Meteor-Blog 27. July 2008: Gas hydrate - finally!
Science is always treasure-seeking as well: David Fischer, PhD student at MARUM-Bremen reports on the joint hunt for the "white gold" of the ocean - gas hydrate - being highly desired due to its enourmous energy capability.
Does the biodiversity of deep-sea organisms play a role for the climate on Planet Earth? Questions all about marine research will be answered directly aboard of the German research vessel Meteor by cruise leader Prof. Antje Boetius and her crew. In cooperation with the geoportal planeterde.de from 17.07.08 to 24.08.08 they contribute a Science-Blog of METEOR expedition M76/3 GUINECO – MARUM research of fluid and gas seeps on the Westafrican continental margin. Technical highlight of the cruise is the remote-controlled under water robot QUEST4000 by MARUM that will be deployed for taking fauna and sediments samples and conduction of in situ experiments. Go on a dive down to places no other human being has ever seen before: explore the fascinating deep-sea fauna and watch the scientists’ work at gas and fluid seeps deep down on the ocean bottom.
Expedition M76/3b is a collaboration of MARUM – Center for Marine Environmental Sciences at Bremen University and its associated institutes MPI and AWI as well as the French research institute IFREMER and the University of Paris.
More information and an overview of all contributions to the Meteor-Blog and expedition M76/3B:
27. July 2008 (Author: David Fischer)
Today's Meteor-Blog is contributed by:
name is David Fischer and I am a PhD student at MARUM-
Center for Marine Environmental
Sciences at the University
of Bremen. My work deals
with mineralization processes under cold seep conditions. (Picture 1) In other
words, I examine the sediment for mineral phases, which form in places where
hydrocarbons migrate upwards from deeper sediment layers to near-surface
horizons, where they finally get degraded by microorganisms.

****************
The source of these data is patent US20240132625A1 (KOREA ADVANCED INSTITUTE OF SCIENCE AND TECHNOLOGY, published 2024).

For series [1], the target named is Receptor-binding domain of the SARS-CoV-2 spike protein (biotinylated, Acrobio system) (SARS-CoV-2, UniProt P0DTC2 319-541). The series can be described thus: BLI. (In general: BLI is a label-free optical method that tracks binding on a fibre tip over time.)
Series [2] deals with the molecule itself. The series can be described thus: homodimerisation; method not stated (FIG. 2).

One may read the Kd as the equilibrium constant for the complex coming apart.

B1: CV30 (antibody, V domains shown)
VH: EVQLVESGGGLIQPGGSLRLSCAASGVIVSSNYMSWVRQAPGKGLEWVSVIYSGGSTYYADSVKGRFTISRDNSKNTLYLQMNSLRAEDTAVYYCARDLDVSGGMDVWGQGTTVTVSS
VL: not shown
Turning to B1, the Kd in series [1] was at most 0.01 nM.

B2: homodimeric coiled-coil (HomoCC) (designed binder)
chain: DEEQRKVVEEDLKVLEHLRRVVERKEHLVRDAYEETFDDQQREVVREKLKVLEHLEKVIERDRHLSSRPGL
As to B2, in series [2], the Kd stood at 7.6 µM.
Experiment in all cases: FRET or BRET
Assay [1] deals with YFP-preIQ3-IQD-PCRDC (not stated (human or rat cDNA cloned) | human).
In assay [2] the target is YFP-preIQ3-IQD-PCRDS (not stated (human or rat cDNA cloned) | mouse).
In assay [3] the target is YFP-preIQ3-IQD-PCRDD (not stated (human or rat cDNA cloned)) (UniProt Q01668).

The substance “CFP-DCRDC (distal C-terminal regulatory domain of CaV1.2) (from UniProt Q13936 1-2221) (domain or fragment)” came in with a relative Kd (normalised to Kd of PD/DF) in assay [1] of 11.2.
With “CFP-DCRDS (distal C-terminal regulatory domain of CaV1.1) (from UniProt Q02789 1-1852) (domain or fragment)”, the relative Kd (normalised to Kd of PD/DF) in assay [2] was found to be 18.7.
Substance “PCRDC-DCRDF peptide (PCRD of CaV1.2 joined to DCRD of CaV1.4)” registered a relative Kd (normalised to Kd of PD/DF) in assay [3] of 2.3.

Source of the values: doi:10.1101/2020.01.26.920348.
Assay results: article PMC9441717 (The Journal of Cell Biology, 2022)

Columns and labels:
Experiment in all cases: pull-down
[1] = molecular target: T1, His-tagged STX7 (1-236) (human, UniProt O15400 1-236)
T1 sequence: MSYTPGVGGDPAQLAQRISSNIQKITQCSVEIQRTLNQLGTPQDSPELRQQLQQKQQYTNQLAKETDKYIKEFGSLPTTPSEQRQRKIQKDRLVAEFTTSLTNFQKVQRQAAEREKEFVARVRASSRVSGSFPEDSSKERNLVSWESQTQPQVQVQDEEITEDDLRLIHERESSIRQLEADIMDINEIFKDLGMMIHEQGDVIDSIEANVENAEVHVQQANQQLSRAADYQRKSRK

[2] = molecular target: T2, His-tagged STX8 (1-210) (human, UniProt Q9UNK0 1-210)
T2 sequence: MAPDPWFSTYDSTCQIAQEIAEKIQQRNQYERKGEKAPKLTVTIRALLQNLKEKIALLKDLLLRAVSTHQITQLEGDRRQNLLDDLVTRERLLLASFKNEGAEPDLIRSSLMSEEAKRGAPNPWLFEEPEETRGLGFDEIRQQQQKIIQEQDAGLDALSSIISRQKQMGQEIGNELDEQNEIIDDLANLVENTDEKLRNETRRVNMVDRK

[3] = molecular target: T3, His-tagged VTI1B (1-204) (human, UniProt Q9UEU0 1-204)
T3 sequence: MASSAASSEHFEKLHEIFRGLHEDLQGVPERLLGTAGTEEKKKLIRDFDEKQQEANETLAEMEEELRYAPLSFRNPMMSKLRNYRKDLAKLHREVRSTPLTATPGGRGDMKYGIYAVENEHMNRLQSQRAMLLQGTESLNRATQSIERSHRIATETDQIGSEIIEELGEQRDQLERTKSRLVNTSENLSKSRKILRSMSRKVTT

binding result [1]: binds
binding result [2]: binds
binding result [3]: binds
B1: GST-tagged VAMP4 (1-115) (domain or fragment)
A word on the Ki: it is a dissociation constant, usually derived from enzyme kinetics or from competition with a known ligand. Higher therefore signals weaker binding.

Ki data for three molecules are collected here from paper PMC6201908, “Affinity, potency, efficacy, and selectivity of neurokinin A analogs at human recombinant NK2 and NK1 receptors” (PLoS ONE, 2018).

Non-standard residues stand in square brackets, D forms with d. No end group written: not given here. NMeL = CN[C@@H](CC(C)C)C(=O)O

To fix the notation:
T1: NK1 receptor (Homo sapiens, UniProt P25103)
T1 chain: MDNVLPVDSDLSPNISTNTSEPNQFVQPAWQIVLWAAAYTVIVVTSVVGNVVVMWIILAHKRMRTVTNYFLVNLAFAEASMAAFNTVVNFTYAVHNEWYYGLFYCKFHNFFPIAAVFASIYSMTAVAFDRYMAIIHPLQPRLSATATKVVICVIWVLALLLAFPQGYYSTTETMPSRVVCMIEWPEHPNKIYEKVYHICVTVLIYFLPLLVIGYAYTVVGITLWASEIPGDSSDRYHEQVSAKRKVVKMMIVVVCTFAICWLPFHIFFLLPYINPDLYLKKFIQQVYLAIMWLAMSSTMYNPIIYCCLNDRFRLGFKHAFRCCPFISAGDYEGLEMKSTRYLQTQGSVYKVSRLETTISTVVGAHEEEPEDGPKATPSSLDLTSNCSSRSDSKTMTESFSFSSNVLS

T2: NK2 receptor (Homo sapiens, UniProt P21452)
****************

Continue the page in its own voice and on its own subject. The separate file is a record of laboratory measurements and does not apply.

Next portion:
Thereby, some geochemical parameters are changed in a way that authigenic mineralization may take place. Our team of four geochemists samples and analyzes sediment cores with various sampling techniques to obtain their pore waters, mineral phases and gas phase components. We concentrate on some local highly active migration pathways off the West African margin.”
Picture 1: David Fischer in working clothes, ready for the next core
Gas hydrates – finally!
Today I would like to report on a gravity core, which we retrieved from the sea floor in the evening, after a couple of attempts. Upon opening the core liner in the geo laboratory a heavy odour of hydrogen sulphide spread through the whole room and adjacent corridors. This odour - comparable to that of rotten eggs - was the first hint for us that we might have found the sea floor´s “white gold” – gas hydrate. And indeed, at the second glance we found several white concretions of up to three centimeters in length and width, which already started to degrade to gas accompanied by the sizzling sound of burning wood. (Picture 2)
Picture 2: Burning gas hydrates. Methane ice
is quite labile: at surrounding temperatures and lowered ambient pressure it
melts rather quickly. (More information about gas hydrates)
But what is
the nature of this strange gas hydrate? It is also called methane ice or
methane hydrate. It forms in the sediment at greater depth and low
temperatures. For example, this location is 4ºC cold and 3200 meter deep, hence
the gas hydrates are within their stability zone. As mentioned above, the studied
area is characterized by local upward hydrocarbon (e. g. methane) migration.
This methane and other associated substances are trapped in distinct subsurface
sediment zones. Under in situ
conditions it freezes to an ice-like structure, gas hydrates. And really, at
first sight gas hydrates resemble water ice. Its particularity is, however,
that methane molecules get coated by a film of water. These freeze to solid,
cold gas- or methane hydrate.
After the successful core retrieval everybody is looking forward to finding more gas hydrate and probably we will be able to take pictures of it under in situ conditions with our ROV “Quest” – if only Neptune would regards us as worthwhile entering his deep-sea empire!
Picture 3: Scientists having a sampling flush in the Geolab (Photo by Timo Hansen, one of our motormen on board)